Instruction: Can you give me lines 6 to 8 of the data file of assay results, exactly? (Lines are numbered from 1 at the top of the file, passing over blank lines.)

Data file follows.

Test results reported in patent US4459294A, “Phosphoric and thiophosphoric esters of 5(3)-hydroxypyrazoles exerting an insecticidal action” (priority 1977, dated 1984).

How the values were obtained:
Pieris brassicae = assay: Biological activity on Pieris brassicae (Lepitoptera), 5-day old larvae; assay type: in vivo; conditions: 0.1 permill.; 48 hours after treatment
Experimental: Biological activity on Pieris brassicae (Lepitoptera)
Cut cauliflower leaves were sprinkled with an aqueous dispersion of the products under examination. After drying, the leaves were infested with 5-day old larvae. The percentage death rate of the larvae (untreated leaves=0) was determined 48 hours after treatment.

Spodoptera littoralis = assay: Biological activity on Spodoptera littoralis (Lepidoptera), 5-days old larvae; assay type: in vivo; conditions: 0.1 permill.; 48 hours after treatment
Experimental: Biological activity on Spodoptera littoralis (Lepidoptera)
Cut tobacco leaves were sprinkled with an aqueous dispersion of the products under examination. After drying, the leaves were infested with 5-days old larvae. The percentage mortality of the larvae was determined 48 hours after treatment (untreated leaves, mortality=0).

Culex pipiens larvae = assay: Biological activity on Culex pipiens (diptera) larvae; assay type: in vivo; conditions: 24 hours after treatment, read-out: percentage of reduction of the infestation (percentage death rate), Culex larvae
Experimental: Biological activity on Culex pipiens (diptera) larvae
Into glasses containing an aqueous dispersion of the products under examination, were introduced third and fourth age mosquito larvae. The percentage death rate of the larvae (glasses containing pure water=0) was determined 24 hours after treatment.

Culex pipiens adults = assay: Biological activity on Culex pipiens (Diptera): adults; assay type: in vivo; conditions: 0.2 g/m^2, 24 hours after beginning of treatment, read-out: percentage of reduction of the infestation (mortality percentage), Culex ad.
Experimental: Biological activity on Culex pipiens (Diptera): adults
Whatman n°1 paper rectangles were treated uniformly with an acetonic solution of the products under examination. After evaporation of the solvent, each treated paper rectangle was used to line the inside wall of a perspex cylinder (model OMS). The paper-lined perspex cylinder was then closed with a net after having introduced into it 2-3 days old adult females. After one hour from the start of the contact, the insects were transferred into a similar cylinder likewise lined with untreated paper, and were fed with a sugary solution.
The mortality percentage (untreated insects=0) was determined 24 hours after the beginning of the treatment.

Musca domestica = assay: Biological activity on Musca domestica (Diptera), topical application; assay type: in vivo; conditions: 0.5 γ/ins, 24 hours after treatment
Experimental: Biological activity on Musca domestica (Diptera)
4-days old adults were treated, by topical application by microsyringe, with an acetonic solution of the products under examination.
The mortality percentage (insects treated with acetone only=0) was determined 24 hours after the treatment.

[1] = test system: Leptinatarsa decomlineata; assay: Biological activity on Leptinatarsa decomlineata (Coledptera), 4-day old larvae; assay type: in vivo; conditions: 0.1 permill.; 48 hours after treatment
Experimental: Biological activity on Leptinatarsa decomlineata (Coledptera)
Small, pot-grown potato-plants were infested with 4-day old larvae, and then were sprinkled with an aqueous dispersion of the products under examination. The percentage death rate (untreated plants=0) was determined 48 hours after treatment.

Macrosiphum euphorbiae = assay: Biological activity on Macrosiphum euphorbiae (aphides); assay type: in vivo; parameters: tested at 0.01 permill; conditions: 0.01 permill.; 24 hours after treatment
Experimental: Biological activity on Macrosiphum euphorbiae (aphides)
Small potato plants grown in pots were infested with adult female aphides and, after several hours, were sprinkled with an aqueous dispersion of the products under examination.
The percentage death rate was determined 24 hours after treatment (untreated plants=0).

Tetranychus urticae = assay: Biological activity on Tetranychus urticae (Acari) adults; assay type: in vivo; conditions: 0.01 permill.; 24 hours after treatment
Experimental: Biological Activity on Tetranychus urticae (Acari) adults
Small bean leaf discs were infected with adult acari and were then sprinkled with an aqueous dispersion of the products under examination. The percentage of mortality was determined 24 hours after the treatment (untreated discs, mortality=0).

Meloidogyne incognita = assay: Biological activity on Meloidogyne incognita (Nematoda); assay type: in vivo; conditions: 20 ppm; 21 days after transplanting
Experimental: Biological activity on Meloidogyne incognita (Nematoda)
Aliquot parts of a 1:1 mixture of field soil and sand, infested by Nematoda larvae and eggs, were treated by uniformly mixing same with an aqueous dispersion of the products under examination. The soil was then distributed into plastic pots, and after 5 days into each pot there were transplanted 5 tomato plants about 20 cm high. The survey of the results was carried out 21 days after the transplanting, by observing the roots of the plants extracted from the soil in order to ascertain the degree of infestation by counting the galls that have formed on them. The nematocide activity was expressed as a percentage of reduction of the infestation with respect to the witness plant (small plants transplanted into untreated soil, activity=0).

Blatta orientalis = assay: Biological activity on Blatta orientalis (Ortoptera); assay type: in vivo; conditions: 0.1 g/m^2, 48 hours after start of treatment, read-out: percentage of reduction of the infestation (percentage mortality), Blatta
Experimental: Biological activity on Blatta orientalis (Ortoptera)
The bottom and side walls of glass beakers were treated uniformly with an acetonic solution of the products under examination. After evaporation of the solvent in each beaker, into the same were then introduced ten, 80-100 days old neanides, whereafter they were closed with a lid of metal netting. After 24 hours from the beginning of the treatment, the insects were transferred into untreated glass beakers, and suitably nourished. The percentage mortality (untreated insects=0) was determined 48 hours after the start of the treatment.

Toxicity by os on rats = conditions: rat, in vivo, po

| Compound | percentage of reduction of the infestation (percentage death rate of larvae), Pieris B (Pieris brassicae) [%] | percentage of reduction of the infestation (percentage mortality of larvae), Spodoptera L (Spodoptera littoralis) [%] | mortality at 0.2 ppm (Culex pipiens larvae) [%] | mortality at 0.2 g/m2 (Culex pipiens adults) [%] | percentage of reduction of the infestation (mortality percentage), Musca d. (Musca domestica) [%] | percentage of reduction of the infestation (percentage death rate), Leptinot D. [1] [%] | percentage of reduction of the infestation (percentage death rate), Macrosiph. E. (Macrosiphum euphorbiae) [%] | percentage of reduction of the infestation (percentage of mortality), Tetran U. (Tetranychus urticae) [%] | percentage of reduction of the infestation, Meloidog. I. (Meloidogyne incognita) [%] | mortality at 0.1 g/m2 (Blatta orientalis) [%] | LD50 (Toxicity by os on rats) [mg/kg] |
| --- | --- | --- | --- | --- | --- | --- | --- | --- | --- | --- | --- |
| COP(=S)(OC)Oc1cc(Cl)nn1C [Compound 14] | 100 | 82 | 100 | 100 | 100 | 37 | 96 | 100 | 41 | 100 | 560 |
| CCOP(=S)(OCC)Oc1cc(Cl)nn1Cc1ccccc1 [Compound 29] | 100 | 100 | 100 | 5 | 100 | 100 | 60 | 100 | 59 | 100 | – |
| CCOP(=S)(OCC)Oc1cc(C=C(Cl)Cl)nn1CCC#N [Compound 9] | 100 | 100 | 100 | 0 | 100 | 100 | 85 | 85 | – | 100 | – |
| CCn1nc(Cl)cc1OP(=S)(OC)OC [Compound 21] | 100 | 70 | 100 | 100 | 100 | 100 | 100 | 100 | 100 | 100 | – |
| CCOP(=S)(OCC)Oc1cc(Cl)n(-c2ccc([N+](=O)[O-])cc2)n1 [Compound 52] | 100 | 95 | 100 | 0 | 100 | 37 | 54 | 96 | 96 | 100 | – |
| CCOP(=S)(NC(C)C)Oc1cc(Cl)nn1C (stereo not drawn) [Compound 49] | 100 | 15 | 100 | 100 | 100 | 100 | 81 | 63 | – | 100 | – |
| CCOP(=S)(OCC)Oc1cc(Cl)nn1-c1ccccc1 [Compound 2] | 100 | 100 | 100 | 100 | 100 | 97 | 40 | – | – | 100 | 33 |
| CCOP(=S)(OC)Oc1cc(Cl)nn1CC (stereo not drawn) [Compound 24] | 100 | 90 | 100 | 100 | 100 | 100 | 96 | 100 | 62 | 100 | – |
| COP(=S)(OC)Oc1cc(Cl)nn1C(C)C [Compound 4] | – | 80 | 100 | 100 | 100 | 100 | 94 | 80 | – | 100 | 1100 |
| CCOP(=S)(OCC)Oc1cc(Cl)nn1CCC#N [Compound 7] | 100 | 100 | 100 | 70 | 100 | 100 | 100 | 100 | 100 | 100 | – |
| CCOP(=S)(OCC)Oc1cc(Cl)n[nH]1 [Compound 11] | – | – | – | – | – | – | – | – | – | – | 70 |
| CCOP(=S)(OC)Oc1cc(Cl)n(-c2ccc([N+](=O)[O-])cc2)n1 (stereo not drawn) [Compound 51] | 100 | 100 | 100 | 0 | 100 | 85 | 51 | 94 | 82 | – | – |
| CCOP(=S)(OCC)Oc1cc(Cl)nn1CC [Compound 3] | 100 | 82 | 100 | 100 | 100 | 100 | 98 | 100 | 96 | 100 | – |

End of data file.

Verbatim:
Spodoptera littoralis = assay: Biological activity on Spodoptera littoralis (Lepidoptera), 5-days old larvae; assay type: in vivo; conditions: 0.1 permill.; 48 hours after treatment
Experimental: Biological activity on Spodoptera littoralis (Lepidoptera)
Cut tobacco leaves were sprinkled with an aqueous dispersion of the products under examination. After drying, the leaves were infested with 5-days old larvae. The percentage mortality of the larvae was determined 48 hours after treatment (untreated leaves, mortality=0).